speaking from the heart

Why speaking from the heart is a recipe for disaster

May 6, 2013
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speaking from the heart Why speaking from the heart is a recipe for disaster

Speaking from the heart: a recipe for disaster

“I do best when I get up on stage and just speak from the heart,” said former athlete turned public speaker, Sammy Superstar, just this week after I was referenced to him specifically because of how bad he is at public speaking. Oh, the irony. It’s a good thing he didn’t adopt this approach to his sports career.

Rather than try to convince him, I simply wished him the best and made a note to inform my speaking industry peers about another famous person to never recommend for a speaking engagement.

Sammy Superstar is not alone. The myth that ‘preparation hinders authentic presentations’ is alive and well in our culture. It’s befuddling to me. Is there any other activity that people could claim that practice hinders performance? No? Then why would anyone think it’s true for speaking?

Here’s the actual truth: this idea is just an excuse for laziness. It reduces your impact, and it tells the audience that they weren’t worth your best.

Three attributes of a presentation you must prepare

Here are the three unique attributes of a presentation that ensure you are always better off prepared:

  1. The Numbers – A speech is a unique situation. How many times in life do you have the undivided attention of a large number of people? A speech is an opportunity to persuade, to be a catalyst for change, to move people. In fact, there is no other reason for a speech. When people gather to hear what you have to say, why would you not want to make sure you gave them the information that would most profoundly help them?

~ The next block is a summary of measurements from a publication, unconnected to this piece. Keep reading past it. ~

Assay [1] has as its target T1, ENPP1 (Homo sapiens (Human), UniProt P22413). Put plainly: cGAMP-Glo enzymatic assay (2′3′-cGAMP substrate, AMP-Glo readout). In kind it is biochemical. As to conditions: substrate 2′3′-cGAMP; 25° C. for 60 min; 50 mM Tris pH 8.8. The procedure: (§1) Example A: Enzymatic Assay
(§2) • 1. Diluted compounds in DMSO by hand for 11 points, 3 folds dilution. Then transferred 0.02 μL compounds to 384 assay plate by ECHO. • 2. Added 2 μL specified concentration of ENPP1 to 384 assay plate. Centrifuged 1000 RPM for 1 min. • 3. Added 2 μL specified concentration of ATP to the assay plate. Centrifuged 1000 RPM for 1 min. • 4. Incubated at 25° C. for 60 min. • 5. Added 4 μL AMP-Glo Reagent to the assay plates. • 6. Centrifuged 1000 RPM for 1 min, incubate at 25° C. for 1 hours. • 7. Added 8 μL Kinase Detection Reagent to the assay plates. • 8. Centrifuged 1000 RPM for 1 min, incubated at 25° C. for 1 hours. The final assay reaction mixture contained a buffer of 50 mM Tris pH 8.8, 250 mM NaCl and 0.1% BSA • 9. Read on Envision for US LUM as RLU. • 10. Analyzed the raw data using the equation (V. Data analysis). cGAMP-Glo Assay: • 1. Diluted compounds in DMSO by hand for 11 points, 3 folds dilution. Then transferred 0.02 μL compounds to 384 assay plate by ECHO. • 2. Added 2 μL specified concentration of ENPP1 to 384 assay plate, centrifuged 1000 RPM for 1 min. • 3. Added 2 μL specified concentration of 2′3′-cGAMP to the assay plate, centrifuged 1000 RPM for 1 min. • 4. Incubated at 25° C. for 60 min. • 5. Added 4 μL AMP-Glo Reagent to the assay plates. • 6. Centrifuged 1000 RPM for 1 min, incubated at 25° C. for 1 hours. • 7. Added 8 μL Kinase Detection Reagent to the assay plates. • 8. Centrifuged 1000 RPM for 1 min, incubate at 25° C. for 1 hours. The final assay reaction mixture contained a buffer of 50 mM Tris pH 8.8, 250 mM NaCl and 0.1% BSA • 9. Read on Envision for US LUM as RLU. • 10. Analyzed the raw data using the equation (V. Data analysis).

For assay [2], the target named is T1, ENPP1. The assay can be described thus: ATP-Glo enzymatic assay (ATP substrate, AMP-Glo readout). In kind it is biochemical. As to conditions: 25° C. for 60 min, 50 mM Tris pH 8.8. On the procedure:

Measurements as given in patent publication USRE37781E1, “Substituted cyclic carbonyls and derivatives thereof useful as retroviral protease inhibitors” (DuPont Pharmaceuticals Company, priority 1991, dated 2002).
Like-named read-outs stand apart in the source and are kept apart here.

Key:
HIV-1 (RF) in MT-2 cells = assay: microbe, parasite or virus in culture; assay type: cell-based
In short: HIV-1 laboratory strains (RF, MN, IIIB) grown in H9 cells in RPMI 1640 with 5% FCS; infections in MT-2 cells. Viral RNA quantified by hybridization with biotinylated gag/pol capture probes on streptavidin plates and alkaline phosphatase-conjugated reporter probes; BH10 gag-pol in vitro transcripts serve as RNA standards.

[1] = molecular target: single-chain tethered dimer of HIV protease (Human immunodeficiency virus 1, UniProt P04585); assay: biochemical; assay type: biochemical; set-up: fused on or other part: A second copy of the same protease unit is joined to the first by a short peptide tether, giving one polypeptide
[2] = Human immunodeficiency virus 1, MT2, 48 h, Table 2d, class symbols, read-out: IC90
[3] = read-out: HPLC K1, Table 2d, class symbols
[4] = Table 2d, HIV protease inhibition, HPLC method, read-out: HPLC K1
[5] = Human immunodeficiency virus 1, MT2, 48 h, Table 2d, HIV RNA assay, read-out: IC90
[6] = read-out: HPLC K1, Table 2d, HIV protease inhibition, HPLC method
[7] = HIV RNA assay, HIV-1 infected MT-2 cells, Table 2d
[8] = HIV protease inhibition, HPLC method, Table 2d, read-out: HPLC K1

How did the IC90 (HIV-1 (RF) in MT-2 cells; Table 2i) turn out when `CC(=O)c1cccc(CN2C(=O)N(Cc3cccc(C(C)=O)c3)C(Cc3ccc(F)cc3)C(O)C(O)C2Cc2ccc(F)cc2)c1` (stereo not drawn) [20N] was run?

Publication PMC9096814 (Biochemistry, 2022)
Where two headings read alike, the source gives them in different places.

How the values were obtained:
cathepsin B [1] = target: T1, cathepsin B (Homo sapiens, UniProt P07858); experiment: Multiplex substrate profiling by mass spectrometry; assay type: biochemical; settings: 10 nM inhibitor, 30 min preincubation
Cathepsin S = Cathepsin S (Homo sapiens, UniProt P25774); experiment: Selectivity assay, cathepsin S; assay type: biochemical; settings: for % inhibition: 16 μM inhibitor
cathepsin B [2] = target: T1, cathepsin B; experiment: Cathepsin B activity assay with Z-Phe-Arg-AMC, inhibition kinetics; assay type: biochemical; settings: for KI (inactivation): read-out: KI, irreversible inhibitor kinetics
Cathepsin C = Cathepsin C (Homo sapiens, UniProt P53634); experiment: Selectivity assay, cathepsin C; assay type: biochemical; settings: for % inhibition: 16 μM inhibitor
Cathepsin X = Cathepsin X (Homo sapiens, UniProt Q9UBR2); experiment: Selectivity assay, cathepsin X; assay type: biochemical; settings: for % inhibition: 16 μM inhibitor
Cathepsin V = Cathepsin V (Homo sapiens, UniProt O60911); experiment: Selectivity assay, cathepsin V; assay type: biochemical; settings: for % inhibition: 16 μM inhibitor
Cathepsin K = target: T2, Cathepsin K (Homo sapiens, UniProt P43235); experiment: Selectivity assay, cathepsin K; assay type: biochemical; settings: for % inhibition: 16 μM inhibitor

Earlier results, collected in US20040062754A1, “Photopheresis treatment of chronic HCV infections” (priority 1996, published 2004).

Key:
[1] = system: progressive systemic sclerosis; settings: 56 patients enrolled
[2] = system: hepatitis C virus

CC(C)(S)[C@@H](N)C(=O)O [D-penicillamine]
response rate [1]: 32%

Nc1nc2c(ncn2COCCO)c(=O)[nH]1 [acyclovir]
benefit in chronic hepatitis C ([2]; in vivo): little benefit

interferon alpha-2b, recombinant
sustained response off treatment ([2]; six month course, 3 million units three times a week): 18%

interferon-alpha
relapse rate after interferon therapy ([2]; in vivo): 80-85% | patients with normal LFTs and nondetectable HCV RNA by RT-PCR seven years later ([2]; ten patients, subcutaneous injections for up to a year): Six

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    And how can anyone possibly claim that additional time spent thinking about a speech wouldn’t improve the quality? You’ve got a captive audience. Imagine how much time it would take to deliver your message to each of them individually. Use that time to prepare for the one time you have them all together.

  2. A One-Way Street – In a conversation, we are constantly giving and receiving information while we talk and while we listen. We adjust our dialogue based on this feedback. If we are bored, we can change the subject. If we are confused, we can ask questions. Feedback goes out the window in a speech. Sure, great speakers can read audiences, but this is far easier said than done and typically involves a limited sampling rather than overall sentiment.

    The solution to the feedback problem is to structure your speech in a manner that keeps the audience engaged and allows for easy retention. Speech structure does not come ‘from the heart.’ What comes from the heart is passion. Don’t get me wrong. We want passion, but passion without structure leads to rambling and audience boredom. I hereby give you permission to be passionate about your message while preparing. Passion is not limited to the moments you stand in front of a crowd.